ETHICAL STANDARD 4.3: The victim assistance provider makes good-faith efforts to ensure that services are accessible, suitable, and secure for clients from a variety of personal backgrounds.
Commentary: Victims/survivors from different demographic, cultural, and experiential backgrounds may want services appropriate to their individual backgrounds. Victim assistance providers should be aware of auxiliary aids and services that support service provision to a range of individuals and groups. This might include knowledge of, and willingness and ability to access, qualified onsite sign and language interpreters, communication technologies such as instant messaging and texting, or assistive technologies such as telecommunication relay services and audio or video interpretation and translation services. Providers should carefully consider and address any data security issues that may arise as a result of using such technologies (see, e.g., Program Standards Section IV).
Section V: Administration and Evaluation
ETHICAL STANDARD 5.1: The victim assistance provider reports to appropriate authorities the conduct of any colleague or other professional (including oneself) that constitutes mistreatment of a person served or that brings the profession dishonor.
Commentary: Victim assistance providers should report to appropriate authorities clear violations of ethical standards or victims’ rights laws. These authorities might include professional boards, program administrators, funding administrators, or others responsible for instituting the standards. Victim assistance providers should not knowingly assist any individual in committing an act that is in direct violation of the standards or governing laws. Victim assistance providers are encouraged to self-report any personal action that would require that a report be filed.
Click on the underlined Glossary terms below for information about specific standards applicable to those terms.
Advocacy, advocate—Active support for a cause, person, or policy; to advocate is to speak or act on another’s behalf, to intercede; an advocate is one who engages in advocacy. Advocacy may be individual (for a person served) or social (directed at changing social systems, institutions, and broader functioning of society). The latter type of advocacy may also be called institutional advocacy or systems advocacy.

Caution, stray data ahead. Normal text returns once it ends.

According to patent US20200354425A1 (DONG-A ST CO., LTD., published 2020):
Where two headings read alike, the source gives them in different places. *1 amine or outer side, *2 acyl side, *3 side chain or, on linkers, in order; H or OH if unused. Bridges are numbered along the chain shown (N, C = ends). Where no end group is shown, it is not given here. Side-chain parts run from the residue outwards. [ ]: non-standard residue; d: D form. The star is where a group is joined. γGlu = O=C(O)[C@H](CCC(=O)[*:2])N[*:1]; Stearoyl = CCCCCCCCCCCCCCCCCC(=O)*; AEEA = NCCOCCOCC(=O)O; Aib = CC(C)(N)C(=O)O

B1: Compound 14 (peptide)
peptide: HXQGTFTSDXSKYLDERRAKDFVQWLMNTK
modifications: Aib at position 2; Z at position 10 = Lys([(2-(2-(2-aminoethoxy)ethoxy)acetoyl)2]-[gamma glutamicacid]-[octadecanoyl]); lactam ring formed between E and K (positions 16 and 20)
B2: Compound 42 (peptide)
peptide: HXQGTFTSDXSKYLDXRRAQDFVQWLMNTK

Assessment—A process to evaluate or measure; the process of using interviews and case information to establish the victim’s needs. In victim services, “assessment” does not refer to clinical assessment (e.g., diagnosing clinical disorders) unless the victim assistance provider is a licensed mental health provider.
Auxiliary aids and services—These are aids and services that should be made available, where necessary, to individuals with disabilities to provide them an equal opportunity to participate in services and programs. These include: (1) Qualified interpreters onsite or through video remote interpreting (VRI) services; notetakers; real-time computer-aided transcription services; written materials; exchange of written notes; telephone handset amplifiers; assistive listening devices; assistive listening systems; telephones compatible with hearing aids; closed caption decoders; open and closed captioning, including real-time captioning; voice, text, and video-based telecommunications products and systems, including text telephones (TTYs), videophones, and captioned telephones, or equally effective telecommunications devices; videotext displays; accessible electronic and information technology; or other effective methods of making aurally delivered information available to individuals who are deaf or hard of hearing; (2) Qualified readers; taped texts; audio recordings; Brailled materials and displays; screen reader software; magnification software; optical readers; secondary auditory programs (SAP); large print materials; accessible electronic and information technology; or other effective methods of making visually delivered materials available to individuals who are blind or have low vision; (3) Acquisition or modification of equipment or devices; and (4) Other similar services and actions. (Source: Nondiscrimination on the Basis of Disability in State and Local Government Services, 28 CFR Section 35.104 (2010)) (see also assistive technology).